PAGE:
Along complementary lines, in the theory of ecological psychology, Gibson (1979/1986) postulated that the world is perceived by the individual not only in terms of shapes, spatial relationships, and logical properties, but also in terms of possibilities for action. Gibson proposed that it is our direct perception of information specifying the environment in relation to ourselves – the affordances of the environment – that guides our understanding of our surroundings. Affordances are dependent on a reciprocal relationship between the environment and the being interacting with it (Turvey, 1992; Stoffregen, 2003). For example, for an active young child a sapling tree’s thin, close limbs might afford climbing, but that would not be the case for an infant who is unable to climb or for an adult who might break the branches. Thus affordances can guide and constrain action (Harrington, 2008, unpublished). According to Gibson (1979/1986, p. 143), “the possibilities of an environment and the way of life of an animal go together inseparably.”

One of the issues discussed within the field of ecological psychology is whether an affordance exists as a property of the environment or as a property of the animal-environment system (Turvey, 1992; Stoffregen, 2003). In our view, the theory-driven answer can be different from the pragmatic answer. In theory, an affordance is a property of the animal-environment system. After all, the exact same physical attribute in the environment will often provide an affordance to one type of person but not another. But having said that, we think it is often pragmatically useful to hold a specific category of person as a constant – for example, to hold constant the referent of a child – and then to talk about affordances of the landscape itself, as we did for the sapling tree with thin branches. Both perspectives have merit. We will come back to these ideas later.

Evolutionary Psychology

Decades ago, Wilson (1984) coined the term biophilia to refer the genetic predisposition that humans have to affiliate with biological life. The mechanism for this nature affiliation is, according to Wilson (1993), that “a certain genotype makes a behavioral response more likely, the response enhances survival and reproductive fitness, the genotype consequently spreads through the population, and the behavioral response grows more frequent (p. 33). In other words, genes that lead to behaviors that enhance survival tend to reproduce themselves (since they are in bodies that procreate more rather than less), and thus these genes and correlative behaviors grow more frequent. For empirical support (see Kahn, 1999, 2011 for summaries), studies have shown that even minimal connection with nature – such as looking at it through a window – can increase productivity and health in the work place, promote healing of patients in hospitals, and reduce the frequency of sickness in prisons. Other studies have shown that when given the option humans choose landscapes that fit patterns laid down deep in human history on the savannas of East Africa. Direct contact with animals has been shown to greatly benefit a wide range of clinical patients: from adults with Alzheimer’s disease to autistic children.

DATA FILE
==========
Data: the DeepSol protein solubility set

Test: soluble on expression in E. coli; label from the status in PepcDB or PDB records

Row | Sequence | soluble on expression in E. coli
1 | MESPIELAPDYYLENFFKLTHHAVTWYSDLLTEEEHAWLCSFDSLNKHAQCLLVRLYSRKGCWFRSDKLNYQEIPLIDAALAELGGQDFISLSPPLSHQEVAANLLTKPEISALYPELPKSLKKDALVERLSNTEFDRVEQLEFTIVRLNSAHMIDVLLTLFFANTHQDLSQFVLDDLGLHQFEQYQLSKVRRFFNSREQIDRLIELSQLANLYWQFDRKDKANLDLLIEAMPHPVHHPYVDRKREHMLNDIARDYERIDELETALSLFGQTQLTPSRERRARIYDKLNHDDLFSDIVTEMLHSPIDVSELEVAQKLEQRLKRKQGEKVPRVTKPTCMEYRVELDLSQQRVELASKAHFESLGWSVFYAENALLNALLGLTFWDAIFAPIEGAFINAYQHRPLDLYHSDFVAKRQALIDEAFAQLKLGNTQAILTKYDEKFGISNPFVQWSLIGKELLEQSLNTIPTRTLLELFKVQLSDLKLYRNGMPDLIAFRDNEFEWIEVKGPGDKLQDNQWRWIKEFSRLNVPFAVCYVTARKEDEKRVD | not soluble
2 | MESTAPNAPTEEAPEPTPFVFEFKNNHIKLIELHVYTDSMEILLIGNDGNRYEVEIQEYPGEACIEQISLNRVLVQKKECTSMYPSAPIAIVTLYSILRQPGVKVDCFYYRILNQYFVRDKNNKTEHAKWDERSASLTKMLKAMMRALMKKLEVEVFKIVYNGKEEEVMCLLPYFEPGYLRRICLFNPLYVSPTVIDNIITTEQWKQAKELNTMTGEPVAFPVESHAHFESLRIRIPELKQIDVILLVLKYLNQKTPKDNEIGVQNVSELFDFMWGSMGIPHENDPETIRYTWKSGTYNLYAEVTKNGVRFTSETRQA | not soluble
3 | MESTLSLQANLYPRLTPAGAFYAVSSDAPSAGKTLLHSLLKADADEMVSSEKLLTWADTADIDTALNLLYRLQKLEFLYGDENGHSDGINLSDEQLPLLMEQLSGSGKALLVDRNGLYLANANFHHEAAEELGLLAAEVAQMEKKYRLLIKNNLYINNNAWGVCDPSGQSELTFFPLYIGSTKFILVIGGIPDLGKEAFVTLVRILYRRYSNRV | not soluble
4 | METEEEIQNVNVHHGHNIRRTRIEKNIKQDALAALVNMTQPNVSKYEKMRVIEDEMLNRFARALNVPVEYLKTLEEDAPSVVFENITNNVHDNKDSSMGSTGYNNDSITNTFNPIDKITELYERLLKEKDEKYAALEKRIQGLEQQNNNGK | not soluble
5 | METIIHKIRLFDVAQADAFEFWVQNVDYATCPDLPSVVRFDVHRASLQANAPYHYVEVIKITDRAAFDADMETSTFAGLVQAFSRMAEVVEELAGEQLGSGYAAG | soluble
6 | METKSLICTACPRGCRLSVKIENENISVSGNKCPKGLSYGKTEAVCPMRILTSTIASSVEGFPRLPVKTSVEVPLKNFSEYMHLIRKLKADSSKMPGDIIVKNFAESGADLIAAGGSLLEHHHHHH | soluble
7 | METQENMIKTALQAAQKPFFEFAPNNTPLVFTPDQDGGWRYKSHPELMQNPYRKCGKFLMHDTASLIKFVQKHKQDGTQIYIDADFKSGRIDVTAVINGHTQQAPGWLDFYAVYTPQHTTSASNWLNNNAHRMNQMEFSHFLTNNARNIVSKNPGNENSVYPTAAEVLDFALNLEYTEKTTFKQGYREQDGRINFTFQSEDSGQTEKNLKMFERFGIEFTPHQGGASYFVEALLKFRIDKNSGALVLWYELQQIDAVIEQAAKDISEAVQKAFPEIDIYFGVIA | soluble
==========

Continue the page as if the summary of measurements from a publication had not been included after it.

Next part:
In terms of its theory and empirical support, biophilia has in recent times largely merged with and provided further momentum to the field of evolutionary psychology, which seeks to show that the properties of human social life are the result of evolved adaptations, and thus deeply rooted in our ancestral heritage (Barkow et al., 1992). This theory does not propose that such properties are immutable, or that they are not substantively shaped by culture. But it does mean that to understand the origins and significance of properties of human social life one needs to go back tens of thousands years in our evolutionary history, and sometimes longer.